Wednesday, March 24, 2010

Alienation of affection


I'm sure there will be some who think that this is a good idea, but thankfully "alienation of affection" is not a tort available to litigants in this country. It is, however, still allowed in North Carolina as this story in The Times today confirms, reporting the case of Cynthia Shackelford who successfully sued her husband's mistress Anne Lundquist for $9 million damages. Mrs Shackelford claimed that Ms Lundquist seduced her husband, and therefore caused the breakdown of her marriage, for which she received the damages. Mr Shackelford, on the other hand, claims that the marriage had already broken down before his relationship with Ms Lundquist.

I'm sorry, but how can you possibly compensate someone for a broken marriage? All that has happened here is that a jilted spouse has legally taken vengeance against the person she sees as responsible for the breakdown of her marriage. If the purpose of this law is to protect marriage by deterring spouses from forming relationships with others, then quite obviously it will not achieve that.

Surely, like criminal conversation, alienation of affection should be consigned to the dustbin of legal history?

5 comments:

  1. Next they'll be a return to the days when a jilted fiancée could sue for breach of contract...

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    1. I disagree when someone cheats or when the get into a relationship with a married person they should be held legally accountable. The first person broke a contract and the second engauged in reckless and malicious behavior. If you want to have relationships outside of your contract then get a divorce or don't get married. If you want an open marraige then that is not a marraige...it is dating. plain and simple! Marraige is a promise and a contract.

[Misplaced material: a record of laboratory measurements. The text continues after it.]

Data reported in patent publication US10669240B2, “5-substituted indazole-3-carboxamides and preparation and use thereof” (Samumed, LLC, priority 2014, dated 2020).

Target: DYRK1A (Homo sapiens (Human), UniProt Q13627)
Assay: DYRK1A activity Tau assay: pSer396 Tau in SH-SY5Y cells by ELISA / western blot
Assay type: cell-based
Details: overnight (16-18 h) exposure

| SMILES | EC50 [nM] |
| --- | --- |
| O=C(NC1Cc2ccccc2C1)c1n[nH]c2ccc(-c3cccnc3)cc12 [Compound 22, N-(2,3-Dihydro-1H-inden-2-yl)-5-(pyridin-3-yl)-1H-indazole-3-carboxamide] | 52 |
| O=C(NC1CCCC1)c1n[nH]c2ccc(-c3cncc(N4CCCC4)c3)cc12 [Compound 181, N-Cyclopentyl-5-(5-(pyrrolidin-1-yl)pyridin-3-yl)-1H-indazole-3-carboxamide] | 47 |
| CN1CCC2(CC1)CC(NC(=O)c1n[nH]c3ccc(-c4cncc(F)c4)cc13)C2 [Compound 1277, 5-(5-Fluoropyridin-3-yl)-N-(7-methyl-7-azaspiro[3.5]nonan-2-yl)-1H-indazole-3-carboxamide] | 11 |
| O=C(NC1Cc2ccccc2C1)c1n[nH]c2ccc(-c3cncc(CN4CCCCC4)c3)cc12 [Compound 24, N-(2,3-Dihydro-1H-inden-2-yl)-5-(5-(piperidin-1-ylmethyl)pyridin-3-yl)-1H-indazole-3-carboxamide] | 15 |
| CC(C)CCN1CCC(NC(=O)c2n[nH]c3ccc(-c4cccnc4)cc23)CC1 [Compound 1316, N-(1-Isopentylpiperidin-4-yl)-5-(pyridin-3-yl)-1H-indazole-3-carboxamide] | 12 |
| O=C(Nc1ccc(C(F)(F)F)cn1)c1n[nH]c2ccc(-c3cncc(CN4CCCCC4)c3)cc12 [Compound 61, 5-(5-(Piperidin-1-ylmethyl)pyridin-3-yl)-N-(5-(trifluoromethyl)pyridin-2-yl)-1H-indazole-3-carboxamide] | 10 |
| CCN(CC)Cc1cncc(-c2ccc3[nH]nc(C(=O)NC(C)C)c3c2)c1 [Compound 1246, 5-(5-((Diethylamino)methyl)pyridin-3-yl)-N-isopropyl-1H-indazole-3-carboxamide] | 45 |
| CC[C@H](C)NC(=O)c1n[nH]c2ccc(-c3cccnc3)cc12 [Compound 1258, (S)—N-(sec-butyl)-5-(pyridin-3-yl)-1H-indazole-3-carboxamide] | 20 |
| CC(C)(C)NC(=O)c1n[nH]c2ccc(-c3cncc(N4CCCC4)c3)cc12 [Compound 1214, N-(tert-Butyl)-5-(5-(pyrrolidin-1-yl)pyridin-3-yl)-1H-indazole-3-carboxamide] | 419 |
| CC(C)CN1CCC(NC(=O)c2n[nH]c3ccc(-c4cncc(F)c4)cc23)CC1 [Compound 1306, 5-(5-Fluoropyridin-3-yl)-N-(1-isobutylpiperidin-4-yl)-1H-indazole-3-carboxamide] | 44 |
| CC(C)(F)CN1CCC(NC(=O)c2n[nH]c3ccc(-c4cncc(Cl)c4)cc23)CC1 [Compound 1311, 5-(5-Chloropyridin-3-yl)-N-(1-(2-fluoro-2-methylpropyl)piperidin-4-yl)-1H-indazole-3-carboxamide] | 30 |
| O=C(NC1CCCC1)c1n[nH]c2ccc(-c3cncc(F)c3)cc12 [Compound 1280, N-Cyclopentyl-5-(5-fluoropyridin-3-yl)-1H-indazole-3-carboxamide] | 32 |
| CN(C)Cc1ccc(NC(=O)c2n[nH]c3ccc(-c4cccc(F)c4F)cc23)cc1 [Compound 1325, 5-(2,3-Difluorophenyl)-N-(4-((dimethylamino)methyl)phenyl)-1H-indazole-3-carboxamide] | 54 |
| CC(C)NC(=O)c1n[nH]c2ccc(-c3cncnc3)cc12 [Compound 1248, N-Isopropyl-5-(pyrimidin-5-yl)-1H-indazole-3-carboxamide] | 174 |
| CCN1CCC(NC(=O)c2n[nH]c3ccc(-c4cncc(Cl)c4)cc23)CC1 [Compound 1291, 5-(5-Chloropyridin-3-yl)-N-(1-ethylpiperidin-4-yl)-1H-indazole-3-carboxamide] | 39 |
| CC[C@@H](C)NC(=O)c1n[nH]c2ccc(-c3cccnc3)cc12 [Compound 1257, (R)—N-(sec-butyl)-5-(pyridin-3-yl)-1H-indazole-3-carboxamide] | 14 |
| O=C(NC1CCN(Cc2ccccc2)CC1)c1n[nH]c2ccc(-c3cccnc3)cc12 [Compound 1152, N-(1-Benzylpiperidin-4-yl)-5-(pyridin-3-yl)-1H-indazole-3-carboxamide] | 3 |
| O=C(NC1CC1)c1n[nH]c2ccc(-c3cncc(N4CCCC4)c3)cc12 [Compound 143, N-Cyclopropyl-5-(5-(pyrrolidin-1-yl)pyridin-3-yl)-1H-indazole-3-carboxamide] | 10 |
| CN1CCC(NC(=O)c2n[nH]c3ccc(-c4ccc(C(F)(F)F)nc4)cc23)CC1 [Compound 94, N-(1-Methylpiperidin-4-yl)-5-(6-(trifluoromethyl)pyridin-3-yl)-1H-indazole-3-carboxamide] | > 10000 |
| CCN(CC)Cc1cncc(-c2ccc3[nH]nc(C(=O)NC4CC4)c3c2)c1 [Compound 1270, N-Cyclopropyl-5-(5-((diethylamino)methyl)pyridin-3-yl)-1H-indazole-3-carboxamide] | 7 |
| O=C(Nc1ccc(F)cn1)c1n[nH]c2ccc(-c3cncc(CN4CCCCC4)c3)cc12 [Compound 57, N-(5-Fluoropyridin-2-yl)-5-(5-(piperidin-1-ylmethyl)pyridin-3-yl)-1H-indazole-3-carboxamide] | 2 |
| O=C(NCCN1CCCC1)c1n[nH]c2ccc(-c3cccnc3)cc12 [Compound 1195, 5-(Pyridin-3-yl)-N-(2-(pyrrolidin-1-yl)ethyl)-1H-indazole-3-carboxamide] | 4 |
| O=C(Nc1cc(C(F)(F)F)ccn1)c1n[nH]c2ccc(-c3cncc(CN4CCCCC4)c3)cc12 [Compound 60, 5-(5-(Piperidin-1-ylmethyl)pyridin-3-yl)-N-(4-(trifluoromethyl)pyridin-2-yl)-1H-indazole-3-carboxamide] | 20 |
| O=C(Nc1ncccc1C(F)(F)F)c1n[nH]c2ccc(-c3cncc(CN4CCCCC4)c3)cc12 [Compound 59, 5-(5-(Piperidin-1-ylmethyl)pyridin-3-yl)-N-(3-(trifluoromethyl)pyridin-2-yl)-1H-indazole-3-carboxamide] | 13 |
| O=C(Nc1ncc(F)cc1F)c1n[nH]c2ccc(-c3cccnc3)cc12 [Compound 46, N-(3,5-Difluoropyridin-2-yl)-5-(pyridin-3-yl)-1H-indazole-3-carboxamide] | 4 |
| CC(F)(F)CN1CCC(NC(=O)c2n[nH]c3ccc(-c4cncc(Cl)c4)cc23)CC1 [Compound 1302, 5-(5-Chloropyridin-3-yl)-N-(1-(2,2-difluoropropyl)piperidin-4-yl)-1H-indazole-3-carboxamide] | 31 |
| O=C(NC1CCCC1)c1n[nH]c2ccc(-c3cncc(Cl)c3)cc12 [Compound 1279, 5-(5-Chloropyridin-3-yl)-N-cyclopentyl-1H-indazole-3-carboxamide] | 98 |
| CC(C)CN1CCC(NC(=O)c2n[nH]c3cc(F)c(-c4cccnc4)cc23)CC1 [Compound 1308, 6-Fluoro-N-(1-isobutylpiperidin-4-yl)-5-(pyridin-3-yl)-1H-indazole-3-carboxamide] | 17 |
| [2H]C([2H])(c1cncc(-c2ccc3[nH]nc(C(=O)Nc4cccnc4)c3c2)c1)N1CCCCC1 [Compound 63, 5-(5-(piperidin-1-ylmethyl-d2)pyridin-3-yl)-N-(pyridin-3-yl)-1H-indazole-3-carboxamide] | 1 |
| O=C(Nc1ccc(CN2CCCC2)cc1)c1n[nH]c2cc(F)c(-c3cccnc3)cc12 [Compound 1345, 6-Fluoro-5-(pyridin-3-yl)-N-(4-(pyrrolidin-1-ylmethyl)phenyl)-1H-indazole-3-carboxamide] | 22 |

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    2. I would like to see alientation of affection available as recourse in the UK. Take the slut who dropped her knickers for my husband on first meeting, turned up literally everywhere he went, used no protection in an attempt to get pregnant by him and tried to persuade him for years (unsuccessfully) to leave me. Sure my husband could and should have resisted, but what she carried on was a concerted campaign to win not only my husband but also my house and my lifestyle. All the time she was registered on a dating website on the look out for other hapless men. For her it was a career choice - surely there should be some retribution available?

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  2. Absolutely.
    The other thing this flags up is that it rather neatly allows the philandering spouse to duck his responsibility (It was Eve, she gave me the apple) - if he had had any self-cotrol Ms Lundquist could have seduced for all she was worth without getting anywhere.

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  3. Without the law of alienation of affections, anyone with good seduction skills can use the divorce laws to quite legally steal money. A James Bond type seducer (or Mata Hari female equivalent) could amass a fortune from hapless families. Legislators and lawyers allow this because with every divorce settlement their profession as a whole makes vast sums of money. This is much more than they can make from the old alienation laws which, as this case shows, are very difficult to prove and therefore came to court less frequently.

    I would agree that the old commandment about coveting should contain the word "spouse" rather than "wife" but otherwise it is sound and should be retained in the fiscal law.

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